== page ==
Donders Institute for Brain, Cognition and Behaviour
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Thesis defense Eefje Roelofsen (Donders series 466)

18 December 2020

Promotors: prof. dr. R. Meulenbroek, prof. dr. M. Nijhuis-van der Sanden
Co-promotors: dr. J. Staal (HAN), dr. R. van Clingel (Sport Medisch Centrum Papendal)

Neuromotor Flexibility Following Musculoskeletal Leg Injury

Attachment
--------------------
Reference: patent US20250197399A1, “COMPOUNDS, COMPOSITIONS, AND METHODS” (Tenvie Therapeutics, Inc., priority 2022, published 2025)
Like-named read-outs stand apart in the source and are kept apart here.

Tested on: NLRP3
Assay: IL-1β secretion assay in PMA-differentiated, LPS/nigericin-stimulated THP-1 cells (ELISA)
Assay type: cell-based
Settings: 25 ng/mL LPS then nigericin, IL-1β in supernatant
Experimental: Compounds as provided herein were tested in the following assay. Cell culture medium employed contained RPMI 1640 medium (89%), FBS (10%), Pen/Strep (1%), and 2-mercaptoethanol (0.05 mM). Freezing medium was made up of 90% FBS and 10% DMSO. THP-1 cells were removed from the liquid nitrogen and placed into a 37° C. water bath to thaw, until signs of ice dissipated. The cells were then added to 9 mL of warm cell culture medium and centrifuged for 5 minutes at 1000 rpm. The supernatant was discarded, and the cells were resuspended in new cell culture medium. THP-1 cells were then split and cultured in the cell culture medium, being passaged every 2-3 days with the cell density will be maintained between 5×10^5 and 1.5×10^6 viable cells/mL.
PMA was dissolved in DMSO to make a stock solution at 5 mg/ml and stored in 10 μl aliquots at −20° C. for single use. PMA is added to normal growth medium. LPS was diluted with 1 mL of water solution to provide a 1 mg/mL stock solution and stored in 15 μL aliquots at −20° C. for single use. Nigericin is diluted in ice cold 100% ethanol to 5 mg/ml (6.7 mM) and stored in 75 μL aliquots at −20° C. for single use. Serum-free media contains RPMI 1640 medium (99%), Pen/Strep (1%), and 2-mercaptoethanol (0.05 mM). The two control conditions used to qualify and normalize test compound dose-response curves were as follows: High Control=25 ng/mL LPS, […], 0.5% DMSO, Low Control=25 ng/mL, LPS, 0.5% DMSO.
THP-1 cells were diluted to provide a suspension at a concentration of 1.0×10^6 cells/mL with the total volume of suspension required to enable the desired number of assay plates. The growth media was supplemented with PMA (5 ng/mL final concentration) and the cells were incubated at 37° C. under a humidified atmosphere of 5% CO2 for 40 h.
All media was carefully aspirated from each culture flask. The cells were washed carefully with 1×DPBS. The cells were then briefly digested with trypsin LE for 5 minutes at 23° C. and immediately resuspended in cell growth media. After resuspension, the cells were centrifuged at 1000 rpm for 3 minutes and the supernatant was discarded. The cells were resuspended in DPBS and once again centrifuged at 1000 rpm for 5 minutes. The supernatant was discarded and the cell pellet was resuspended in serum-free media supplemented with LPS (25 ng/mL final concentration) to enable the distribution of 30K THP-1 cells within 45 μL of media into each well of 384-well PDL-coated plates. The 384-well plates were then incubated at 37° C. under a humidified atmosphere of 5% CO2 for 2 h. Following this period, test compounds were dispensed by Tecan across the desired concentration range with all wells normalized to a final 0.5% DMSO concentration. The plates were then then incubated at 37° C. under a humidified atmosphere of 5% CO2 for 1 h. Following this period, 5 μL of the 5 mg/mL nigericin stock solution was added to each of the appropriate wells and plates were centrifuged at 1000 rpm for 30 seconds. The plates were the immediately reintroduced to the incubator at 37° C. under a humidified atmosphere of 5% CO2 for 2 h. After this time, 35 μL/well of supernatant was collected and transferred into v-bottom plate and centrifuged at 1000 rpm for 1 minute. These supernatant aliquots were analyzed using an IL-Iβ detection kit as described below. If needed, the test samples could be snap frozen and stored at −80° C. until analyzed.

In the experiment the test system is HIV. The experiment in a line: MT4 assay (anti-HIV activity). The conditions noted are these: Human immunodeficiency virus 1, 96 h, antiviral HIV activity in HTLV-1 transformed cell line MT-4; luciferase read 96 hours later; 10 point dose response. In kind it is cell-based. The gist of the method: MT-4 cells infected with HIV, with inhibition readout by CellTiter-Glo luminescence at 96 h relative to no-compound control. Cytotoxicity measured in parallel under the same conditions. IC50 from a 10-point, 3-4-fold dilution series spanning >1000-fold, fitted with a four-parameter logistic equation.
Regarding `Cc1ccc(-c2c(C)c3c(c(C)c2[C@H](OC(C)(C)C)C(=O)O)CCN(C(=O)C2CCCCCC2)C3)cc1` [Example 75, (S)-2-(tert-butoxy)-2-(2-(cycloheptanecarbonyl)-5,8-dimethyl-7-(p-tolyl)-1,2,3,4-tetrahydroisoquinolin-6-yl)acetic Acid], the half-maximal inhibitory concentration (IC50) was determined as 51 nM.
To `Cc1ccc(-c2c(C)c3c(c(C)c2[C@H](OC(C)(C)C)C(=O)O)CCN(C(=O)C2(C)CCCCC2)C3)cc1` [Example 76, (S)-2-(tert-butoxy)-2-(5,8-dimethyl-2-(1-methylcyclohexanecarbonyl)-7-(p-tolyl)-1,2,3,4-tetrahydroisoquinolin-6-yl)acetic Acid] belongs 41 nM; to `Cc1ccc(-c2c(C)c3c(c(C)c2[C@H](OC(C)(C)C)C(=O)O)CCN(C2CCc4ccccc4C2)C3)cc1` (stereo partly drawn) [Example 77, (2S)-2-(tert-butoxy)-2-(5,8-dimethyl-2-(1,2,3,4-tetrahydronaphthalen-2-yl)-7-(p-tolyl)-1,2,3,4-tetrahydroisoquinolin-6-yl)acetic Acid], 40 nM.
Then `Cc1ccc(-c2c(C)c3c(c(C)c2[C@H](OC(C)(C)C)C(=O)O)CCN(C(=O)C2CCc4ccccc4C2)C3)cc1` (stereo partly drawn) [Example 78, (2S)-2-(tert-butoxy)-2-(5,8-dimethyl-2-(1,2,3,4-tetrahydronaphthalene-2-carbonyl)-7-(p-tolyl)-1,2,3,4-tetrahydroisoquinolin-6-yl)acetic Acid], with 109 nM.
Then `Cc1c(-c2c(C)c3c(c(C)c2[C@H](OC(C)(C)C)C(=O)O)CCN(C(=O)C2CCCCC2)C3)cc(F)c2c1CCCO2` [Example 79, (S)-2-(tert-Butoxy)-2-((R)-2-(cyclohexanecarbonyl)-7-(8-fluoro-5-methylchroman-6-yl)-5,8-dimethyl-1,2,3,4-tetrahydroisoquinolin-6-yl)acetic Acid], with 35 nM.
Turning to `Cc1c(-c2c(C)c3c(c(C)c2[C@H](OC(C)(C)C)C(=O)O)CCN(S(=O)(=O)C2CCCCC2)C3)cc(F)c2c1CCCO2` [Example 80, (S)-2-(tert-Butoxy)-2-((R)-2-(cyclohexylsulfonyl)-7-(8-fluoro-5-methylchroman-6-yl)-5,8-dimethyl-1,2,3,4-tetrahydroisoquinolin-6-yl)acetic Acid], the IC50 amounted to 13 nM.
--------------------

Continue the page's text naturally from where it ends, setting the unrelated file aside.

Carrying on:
Watching people finishing the Four Days Marches in Nijmegen, it becomes obvious that people temporarily change their way of walking in response to painful blisters. After the blisters have healed, people will return to a normal and efficient gait. It would be abnormal if they would continue to limp for the rest of their life because of that temporary blister. However, for some patients recovering from a musculoskeletal injury following surgery, returning to their normal and efficient gait fails to occur. Studies into a Total Knee Replacement or Anterior Cruciate Ligament Reconstruction show that people often persist in the earlier adopted movement patterns. This can lead to abnormal joint-loading and the risk of developing other musculoskeletal disabilities. The current research shows that introducing challenging motor-tasks and skilled use of haptic and visual feedback can reveal and target unwanted adaptive changes after knee surgery.